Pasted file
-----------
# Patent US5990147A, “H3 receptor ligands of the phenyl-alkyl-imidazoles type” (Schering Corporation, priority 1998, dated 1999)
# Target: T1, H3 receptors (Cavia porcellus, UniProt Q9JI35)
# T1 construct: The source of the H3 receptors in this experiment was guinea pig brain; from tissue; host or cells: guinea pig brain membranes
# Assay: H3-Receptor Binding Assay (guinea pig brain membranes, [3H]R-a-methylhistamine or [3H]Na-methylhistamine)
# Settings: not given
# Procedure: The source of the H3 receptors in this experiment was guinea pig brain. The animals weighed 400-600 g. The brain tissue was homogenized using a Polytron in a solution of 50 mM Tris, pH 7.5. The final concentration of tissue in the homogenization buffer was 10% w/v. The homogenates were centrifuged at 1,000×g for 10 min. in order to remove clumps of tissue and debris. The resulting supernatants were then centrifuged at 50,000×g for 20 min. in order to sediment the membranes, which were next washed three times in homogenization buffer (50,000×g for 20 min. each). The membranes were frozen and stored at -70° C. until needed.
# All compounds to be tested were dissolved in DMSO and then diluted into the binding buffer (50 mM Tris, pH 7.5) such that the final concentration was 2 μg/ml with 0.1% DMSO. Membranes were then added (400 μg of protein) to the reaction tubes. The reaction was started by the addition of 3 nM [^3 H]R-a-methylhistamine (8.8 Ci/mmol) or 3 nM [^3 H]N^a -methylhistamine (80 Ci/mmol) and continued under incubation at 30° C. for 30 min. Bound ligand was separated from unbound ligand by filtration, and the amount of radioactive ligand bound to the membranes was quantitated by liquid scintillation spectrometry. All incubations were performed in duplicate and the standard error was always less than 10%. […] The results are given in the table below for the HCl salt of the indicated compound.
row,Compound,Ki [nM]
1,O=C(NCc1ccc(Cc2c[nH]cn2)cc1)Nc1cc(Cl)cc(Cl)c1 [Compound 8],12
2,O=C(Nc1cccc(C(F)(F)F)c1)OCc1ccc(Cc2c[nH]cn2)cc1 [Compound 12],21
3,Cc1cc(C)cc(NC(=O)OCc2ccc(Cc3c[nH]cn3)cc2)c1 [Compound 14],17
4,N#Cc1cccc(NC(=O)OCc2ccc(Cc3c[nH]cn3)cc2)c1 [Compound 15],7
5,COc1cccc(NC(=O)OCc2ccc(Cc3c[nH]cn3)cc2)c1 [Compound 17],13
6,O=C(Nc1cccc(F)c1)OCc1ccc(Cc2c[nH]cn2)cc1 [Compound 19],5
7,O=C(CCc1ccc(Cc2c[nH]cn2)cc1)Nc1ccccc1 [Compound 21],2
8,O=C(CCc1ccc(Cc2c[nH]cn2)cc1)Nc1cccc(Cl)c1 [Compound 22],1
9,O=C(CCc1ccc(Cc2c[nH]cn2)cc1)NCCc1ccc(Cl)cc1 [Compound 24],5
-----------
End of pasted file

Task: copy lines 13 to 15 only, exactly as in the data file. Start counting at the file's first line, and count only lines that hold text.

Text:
5,COc1cccc(NC(=O)OCc2ccc(Cc3c[nH]cn3)cc2)c1 [Compound 17],13
6,O=C(Nc1cccc(F)c1)OCc1ccc(Cc2c[nH]cn2)cc1 [Compound 19],5
7,O=C(CCc1ccc(Cc2c[nH]cn2)cc1)Nc1ccccc1 [Compound 21],2